Reviving a rivalry

Reviving a rivalry

Mickelson's stunning win at the British Open may reignite his competitive fire to outdo Tiger Woods

Reviving a rivalry

Everyone suspected the main challenge to Tiger Woods’ supremacy would come from someone whose performance arc, with all its ups and downs, could pass for an electrocardiogram. The error that most made was believing the prime contender was Rory McIlroy, the Northern Irishman who won two major titles before his 24th birthday.

When McIlroy is good, he is very, very good, and when he is bad, he is likely to miss the cut, as happened at this year’s British Open. In both his aggressiveness on the golf course and the balance he strives for off it, McIlroy is a superstar in the making, but not in the mold of the world No 1 Woods.

McIlroy is his generation’s version of Phil Mickelson, a comparison he should take as a compliment. With his come-from-behind victory Sunday at Muirfield, Mickelson supplanted McIlroy at No 2 in the rankings and energized a rivalry with Woods that has been percolating for 20 years.

Mickelson’s pro career, now in its third decade, has had more peaks and valleys than the Sierra Nevada mountain range he grew up skiing down. At 20, he was talented enough to win a PGA Tour event as an amateur, and yet, after turning pro in 1992, Mickelson needed 12 years to win his first major, the 2004 Masters.

It took him 20 starts to wear his first crown at the British Open, a tournament dear to his heart if not near to his roots. Perhaps fittingly, owing to the tournament’s status as the oldest major, Mickelson, 43, became the oldest winner since Argentina’s Roberto de Vicenzo, who was 44 when he took the title in 1967.

Mickelson has been second in the world rankings before, but never has he held the top spot. He was content, or so it seemed, with being the people’s No 1. In the time it took Mickelson to make four strikes on Muirfield’s bowling alley of a back nine, he refurbished his image and that of the sport, too, making it suddenly cool to be a golfer with a personality and a life.

Saddled for years with the perception that he was an overeager underachiever with too many outside interests, Mickelson has won five majors in the past nine years without walling himself off from the public or whittling away his interests to cut down on life’s so-called distractions.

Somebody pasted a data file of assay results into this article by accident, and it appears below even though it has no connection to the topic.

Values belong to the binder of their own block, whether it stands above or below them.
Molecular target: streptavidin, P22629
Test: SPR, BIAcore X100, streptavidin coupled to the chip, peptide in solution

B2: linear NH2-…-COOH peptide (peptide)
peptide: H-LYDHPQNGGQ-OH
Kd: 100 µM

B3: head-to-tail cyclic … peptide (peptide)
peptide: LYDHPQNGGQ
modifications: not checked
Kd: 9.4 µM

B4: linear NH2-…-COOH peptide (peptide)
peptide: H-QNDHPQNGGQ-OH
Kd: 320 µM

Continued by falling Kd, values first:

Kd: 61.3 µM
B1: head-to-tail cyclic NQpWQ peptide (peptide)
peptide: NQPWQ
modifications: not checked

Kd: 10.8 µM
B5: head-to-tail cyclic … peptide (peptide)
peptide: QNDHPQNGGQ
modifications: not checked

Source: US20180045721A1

As he waited for the final twosomes to finish Sunday, Mickelson spent part of the time signing autographs, a simple gesture that won him more fans than the hardest shot he pulled off during the tournament. With the Claret Jug finally in his possession, Mickelson can turn his sights to Woods, one of five golfers -- and the only one in Mickelson’s era -- to have won all four majors. The others are Gene Sarazen, Ben Hogan, Gary Player and Jack Nicklaus.

Woods, 37, has won more majors than Mickelson, but in the what-have-you-done-for-us-lately world of sports, Mickelson holds the edge, winning two of his five titles while Woods has been stuck on 14.

Mickelson and Woods are not close except in the world rankings. They have in common Butch Harmon, who once worked with Woods and now is in charge of keeping Mickelson’s swing well oiled. But that’s about it. They are the Arnold Palmer and Nicklaus of their day. They have such different personalities and approaches and their competitive fires are both so hot, is it any wonder they keep a respectful distance? It took Palmer and Nicklaus several years, and many tournaments under the bridge, to become the fast friends they are today.

The first time Mickelson and Woods graced the same tournament was the 1993 Nissan Open in Los Angeles, when Woods was an amateur and Mickelson was in his first full season on the PGA Tour.

The first time they played together in the final round of a major was at the 2001 Masters, where Woods prevailed to complete his Tiger Slam of four consecutive major victories.

Mickelson has said many times that Woods has pushed him to become a better player. Now we will see if Mickelson can become the wind at Woods’ back.

After signing for his 74 on Sunday, Woods was asked to assess Mickelson’s 66. He talked about the conditions being ripe for a “gettable” score for those with the confidence to challenge the rock-hard greens. “Evidently he got a pretty good feel for it and made a few putts,” said Woods, who later acknowledged Mickelson’s 66 was “a hell of a number.”

On the eve of the tournament, Mickelson, who was coming off a victory at the Scottish Open, said he knew he could make a major the second of back-to-back victories because he was the last player to do it, in 2006.

In fact, Woods in 2007 won the World Golf Championships event in Akron, Ohio, the week before prevailing at the PGA Championship. Woods and Mickelson may drive each other crazy or they may push each other to greater heights, but whatever happens, the unqualified winner will be golf.